Religion is revolutionary. It gives you a technique which can shorten the lengthy process, and with which you can take a jump – a jump which will avoid millions of lives. In a single moment you can travel millions of years. So it is dangerous, and unless you understand it rightly, don’t do it. Don’t mix anything on your own. Don’t change.

First try to understand the technique absolutely rightly. When you have understood it, then try it. And don’t use this old doctor’s motto that when you don’t know what to do, do something. No, don’t do anything. Non-doing will be more beneficial to you than any doing. This is so because the mind is so delicate that if you do something wrongly it is very difficult to undo it – very difficult to undo it. It is very easy to do something wrong, but very difficult to undo it. Remember this.

-Osho

From The Book of Secrets, Discourse #57

Copyright© OSHO International Foundation

An MP3 audio file of this discourse can be downloaded from Osho.com  or you can read the entire book online at the Osho Library.

Many of Osho’s books are available in the U.S. online from Amazon.com and Viha Osho Book Distributors. In India they are available from Amazon.in and Oshoworld.com.

Sunyawad, The Philosophy of Emptiness – Osho

These techniques are concerned with emptiness – they are the most delicate, the most subtle. Even to conceive of emptiness seems impossible. Buddha used all these four techniques for his disciples and bhikkus, and because of these four techniques he was totally misunderstood. Buddhism got completely uprooted from Indian soil just because of these four techniques.

Buddha said that there is no God. If there is God, you cannot be totally empty. You may not be there but the God will be there, the Divine will be there. And your mind can deceive you, because your Divine may be just your mind playing tricks. Buddha said that there is no soul, because if there is any soul, atma, you can hide your ego behind it. Your ego will be difficult to leave if you feel that there is some self within you. Then you cannot be totally empty because you will be there.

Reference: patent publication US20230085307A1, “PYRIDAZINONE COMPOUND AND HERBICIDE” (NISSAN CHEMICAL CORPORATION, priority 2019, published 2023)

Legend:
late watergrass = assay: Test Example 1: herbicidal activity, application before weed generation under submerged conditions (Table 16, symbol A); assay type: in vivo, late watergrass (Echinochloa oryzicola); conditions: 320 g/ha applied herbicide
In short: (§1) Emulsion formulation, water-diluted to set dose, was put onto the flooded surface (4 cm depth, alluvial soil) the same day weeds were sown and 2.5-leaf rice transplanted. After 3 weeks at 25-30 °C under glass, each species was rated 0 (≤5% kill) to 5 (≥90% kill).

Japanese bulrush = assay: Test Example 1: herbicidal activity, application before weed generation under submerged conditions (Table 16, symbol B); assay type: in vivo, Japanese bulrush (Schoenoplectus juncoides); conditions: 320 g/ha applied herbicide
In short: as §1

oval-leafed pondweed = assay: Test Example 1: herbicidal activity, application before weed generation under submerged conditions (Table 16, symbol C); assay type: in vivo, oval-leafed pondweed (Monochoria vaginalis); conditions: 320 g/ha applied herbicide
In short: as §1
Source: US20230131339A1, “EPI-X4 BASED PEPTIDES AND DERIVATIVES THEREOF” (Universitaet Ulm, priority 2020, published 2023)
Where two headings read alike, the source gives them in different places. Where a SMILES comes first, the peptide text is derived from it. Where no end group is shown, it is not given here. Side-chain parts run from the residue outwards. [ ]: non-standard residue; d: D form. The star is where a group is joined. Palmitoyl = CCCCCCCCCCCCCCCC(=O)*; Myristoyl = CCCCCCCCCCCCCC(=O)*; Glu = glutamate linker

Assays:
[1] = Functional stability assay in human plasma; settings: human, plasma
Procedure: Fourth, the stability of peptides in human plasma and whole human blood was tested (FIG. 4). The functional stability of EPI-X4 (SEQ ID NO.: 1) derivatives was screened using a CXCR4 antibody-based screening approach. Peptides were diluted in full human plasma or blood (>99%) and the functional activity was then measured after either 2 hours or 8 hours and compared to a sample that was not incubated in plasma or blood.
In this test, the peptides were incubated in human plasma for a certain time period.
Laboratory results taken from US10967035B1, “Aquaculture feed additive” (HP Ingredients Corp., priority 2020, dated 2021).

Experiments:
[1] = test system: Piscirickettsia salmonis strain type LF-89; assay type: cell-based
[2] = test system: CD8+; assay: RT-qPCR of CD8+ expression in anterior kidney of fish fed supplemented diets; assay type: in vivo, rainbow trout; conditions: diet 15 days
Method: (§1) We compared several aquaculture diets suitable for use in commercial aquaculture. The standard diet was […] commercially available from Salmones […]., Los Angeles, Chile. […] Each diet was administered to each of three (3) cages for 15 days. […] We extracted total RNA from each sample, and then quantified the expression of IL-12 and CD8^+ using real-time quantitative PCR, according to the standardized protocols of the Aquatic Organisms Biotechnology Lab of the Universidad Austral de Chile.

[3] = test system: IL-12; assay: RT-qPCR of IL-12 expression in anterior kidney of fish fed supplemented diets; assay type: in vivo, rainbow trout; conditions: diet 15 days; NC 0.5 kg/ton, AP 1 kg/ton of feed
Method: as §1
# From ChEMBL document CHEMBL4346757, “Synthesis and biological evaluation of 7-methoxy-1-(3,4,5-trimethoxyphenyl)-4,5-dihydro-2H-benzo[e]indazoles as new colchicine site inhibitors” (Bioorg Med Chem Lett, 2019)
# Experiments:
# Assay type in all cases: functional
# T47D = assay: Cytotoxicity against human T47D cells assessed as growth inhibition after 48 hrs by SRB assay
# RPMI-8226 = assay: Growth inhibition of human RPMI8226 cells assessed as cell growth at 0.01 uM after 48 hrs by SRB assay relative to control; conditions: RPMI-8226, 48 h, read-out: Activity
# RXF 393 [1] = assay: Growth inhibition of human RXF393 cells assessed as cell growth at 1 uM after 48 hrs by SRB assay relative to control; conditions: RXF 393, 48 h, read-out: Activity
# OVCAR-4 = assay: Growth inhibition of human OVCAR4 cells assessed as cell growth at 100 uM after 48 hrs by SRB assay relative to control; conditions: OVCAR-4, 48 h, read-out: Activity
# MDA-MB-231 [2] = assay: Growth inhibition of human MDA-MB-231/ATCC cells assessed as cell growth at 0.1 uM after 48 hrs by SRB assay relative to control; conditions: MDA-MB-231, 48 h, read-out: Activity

Just to prepare the ground for these techniques of emptiness, Buddha denied everything. He was not an atheist but he appeared to be an atheist because he said that there is no God, he said there is no soul, he said there is nothing substantial in existence – existence is empty. But this was just to prepare the ground for these techniques. Once you enter emptiness you have entered all – you may call it the Divine, you may call it God, or atma, soul, whatsoever you like – but you can enter the truth only when you are totally empty. Nothing should be left of you.

Hindus thought that Buddha was destroying religion, that he was teaching irreligion. And people who heard him, even they couldn’t follow, because whenever you go somewhere, you go to seek something – you never go to seek emptiness. So those who went to hear him were seeking something – nirvana, moksha, the other world, heaven, truth – but they were seeking something. They had come to gratify their ultimate desire: to find the truth. That is the last desire. And unless you are completely desireless, you cannot know the truth; the very condition of knowing is to be totally desireless.